IS THERE A CONNECTION BETWEEN ORAL AND MENTAL HEALTH

Mental health is linked to oral health, and vice versa. Good oral health can enhance mental and overall health, while poor oral health can exacerbate mental issues. Likewise, mental conditions can cause oral health issues. The connection between them is direct, cyclical and, when oral health is neglected, detrimental.

….FULL ARTICLE

DIABETES AND YOUR TEETH

Diabetes may cause serious problems with keeping your mouth healthy and having an attractive smile. The disease causes difficulties in the mouth, and problems in the mouth may cause trouble with diabetes. With diabetes, glucose is present in the saliva. When diabetes is not controlled, increased glucose in the saliva allows harmful bacteria to grow.   Periodontal disease, also known as gum disease, is the most widespread chronic inflammatory condition worldwide, says Dr. Wayne Aldredge.

….FULL ARTICLE

SMART APPS FOR DENTAL HEALTH CARE

Oral health is often taken for granted. The mouth is a window into the health of the entire body. It can show signs of nutritional deficiencies or general infection. Systemic diseases – those that affect the entire body – may first become apparent because of mouth lesions or other oral problems.   Regardless of age, oral health is very important. Positive oral health leads to improved overall health. More Americans today are keeping their natural teeth throughout their lives.

….FULL ARTICLE

Use the buttons below to scroll through more great articles on health and wellness issues

MORE ARTICLES

Be Sociable, Share!

Share on Facebook Share on Twitter Share on Delicious Share on Digg Share on Google Bookmarks Share on LinkedIn Share on LiveJournal Share on Newsvine Share on Reddit Share on Stumble Upon Share on Tumblr

MORE FEATURE ARTICLES

CONTACT INFORMATION

© Health & Wellness Magazine - All rights reserved | Designed and Maintained by PurplePatch Innovations

MORE FROM ROCKPOINT PUBLISHING

HEALTH & WELLNESS MAGAZINE

HOME | FEATURE ARTICLES | COLUMNS | DIGITAL ISSUES | CALENDAR | RACE RUNNING CALENDAR | ABOUT | CONTACT

subscribe to Health & Wellness

prepare? Did the counseling session with the couple in a troubled marriage make any difference? Then there is the friend who shows up for lengthy visits to his office on busy weekdays because, as the friend says, “You only work one day a week, Sunday mornings.” Diddle thinks man really believes it.


How does he know when the stress is getting to him? “Your spouse lets you know,” Diddle said. “You come home a bit withdrawn, feeling depressed.” Diddle says his wife, Annette, is completely trustworthy. He can unload his frustrations to her, knowing nothing he says will be repeated to anyone. “There are no secrets between us,” he said. This opportunity to be forthright and honest out loud to someone else carries him through, Diddle said. He also relies on the same source of strength Brabon described: prayer.

David Brabon is a plastic surgeon. In his practice at Rockcastle Hospital and Respiratory Center in Mount Vernon, Ky. – the largest respiratory care center in the United States – he removes skin cancers from faces and hands and rebuilds shattered noses, among other tasks. He has learned to not only encourage others but to maintain his own mental well-being.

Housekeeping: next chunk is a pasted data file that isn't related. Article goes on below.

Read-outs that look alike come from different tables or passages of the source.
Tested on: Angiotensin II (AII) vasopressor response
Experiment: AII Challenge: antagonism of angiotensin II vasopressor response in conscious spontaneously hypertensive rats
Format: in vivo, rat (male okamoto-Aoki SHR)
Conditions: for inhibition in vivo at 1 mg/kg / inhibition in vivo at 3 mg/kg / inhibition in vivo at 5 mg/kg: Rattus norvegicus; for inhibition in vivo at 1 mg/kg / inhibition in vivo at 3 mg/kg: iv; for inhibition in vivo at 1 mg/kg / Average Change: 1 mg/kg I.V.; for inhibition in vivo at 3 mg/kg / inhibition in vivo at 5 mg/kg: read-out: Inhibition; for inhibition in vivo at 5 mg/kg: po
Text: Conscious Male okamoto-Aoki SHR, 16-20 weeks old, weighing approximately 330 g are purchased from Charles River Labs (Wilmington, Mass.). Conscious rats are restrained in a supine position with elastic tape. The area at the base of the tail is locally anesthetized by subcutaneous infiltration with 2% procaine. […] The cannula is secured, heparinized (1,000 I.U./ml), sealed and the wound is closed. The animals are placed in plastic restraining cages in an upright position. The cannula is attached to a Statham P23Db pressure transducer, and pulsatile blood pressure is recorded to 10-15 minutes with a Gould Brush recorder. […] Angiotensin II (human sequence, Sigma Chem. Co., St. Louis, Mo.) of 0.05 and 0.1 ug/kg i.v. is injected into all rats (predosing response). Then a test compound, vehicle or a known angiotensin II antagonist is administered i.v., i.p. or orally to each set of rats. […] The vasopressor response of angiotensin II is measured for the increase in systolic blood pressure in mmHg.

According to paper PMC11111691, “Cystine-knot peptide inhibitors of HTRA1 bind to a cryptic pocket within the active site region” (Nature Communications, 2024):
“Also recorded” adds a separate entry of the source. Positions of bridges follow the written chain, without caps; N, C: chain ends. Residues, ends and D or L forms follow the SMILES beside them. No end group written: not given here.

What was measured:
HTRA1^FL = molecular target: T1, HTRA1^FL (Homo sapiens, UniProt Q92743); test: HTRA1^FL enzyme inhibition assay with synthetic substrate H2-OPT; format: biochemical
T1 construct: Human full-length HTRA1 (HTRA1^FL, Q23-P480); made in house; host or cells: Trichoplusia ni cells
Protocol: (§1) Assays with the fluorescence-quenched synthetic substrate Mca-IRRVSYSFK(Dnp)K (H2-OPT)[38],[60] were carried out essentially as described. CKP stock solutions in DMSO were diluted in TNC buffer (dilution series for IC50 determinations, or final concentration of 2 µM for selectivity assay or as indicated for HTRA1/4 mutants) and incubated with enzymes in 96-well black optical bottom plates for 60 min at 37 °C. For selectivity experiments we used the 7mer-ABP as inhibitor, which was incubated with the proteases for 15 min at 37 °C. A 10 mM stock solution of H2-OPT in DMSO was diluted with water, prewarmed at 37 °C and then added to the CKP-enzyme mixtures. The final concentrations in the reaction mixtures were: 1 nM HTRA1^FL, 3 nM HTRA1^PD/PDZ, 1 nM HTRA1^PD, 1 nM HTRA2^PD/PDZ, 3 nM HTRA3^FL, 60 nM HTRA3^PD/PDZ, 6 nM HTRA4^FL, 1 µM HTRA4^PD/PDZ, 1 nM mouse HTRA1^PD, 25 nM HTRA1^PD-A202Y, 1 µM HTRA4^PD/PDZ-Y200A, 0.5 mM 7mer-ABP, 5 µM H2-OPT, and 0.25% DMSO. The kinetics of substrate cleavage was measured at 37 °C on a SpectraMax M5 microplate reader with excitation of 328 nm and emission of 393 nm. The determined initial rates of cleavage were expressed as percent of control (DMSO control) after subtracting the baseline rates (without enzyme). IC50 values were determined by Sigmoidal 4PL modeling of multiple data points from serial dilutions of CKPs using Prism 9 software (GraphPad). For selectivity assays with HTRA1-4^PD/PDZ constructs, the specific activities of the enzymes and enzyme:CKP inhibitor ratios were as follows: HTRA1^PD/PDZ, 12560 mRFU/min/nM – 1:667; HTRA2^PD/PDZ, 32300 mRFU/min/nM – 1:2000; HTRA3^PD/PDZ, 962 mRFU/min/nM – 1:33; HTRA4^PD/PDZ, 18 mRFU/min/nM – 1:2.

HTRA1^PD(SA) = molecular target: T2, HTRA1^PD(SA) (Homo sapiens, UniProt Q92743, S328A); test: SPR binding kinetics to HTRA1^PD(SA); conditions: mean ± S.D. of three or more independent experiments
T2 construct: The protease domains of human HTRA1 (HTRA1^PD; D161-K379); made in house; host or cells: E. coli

A self-described man of faith, Brabon says he often lies in bed at night thinking of the patients he has operated on that day. He has two choices, he says: “You can either worry or you can pray.” He chooses the latter. He prays for guidance for himself. He prays for his patients; he also prays with them if they want him to. Brabon said research by the Centers for Disease Control and Prevention indicates if a medical provider does not offer spiritual help to a patient, it is almost negligence. He does not press the issue if patients don’t want him to pray.


Brabon recalls finding out firsthand how stressful medical work can be. He remembers when he was a junior resident, just graduated from the University of Louisville’s medical school, breaking down while talking with his superior, the assistant director of emergency medicine at Detroit General Hospital. The patient load was just tremendous, he says. Eleven victims with gunshot wounds had come in all at one time that day.



MAINTAINING MENTAL WELL-BEING IN STRESSFUL JOBS

MARTHA EVANS SPARKS

Martha Evans Sparks is a Staff Writer for Health & Wellness Magazine

more articles by martha evans sparks

“I have all these patients,” he wailed to the assistant director, “and they expect us to know everything about everyone. It is just too much.” The director, Brabon says, was gentle and kind. “The whole staff just encouraged me after that.”


Another group of professionals who not only see (and listen to) others’ mental problems and may experience stress in their own work is pastors. Denominational differences in theology do not matter; all pastors face similar onslaughts on their own mental health. Just ask Rev. Daryl Diddle, senior pastor of the Wilmore Free Methodist Church, a thriving congregation where about 600 persons attend worship services most Sundays.


“There is a vast difference in working with volunteers and with paid employees,” said Diddle. While most churches have a small paid staff, the majority of the work is done by unpaid volunteers. “Are you going to criticize their work or tell these people to stop whatever they are doing that is counterproductive and driving you crazy? They can go away any time they want to,” Diddle said with a smile.


The deepest stress he experiences, Diddle says, is never knowing whether he is accomplishing anything. Is anyone listening to the sermons he works so hard to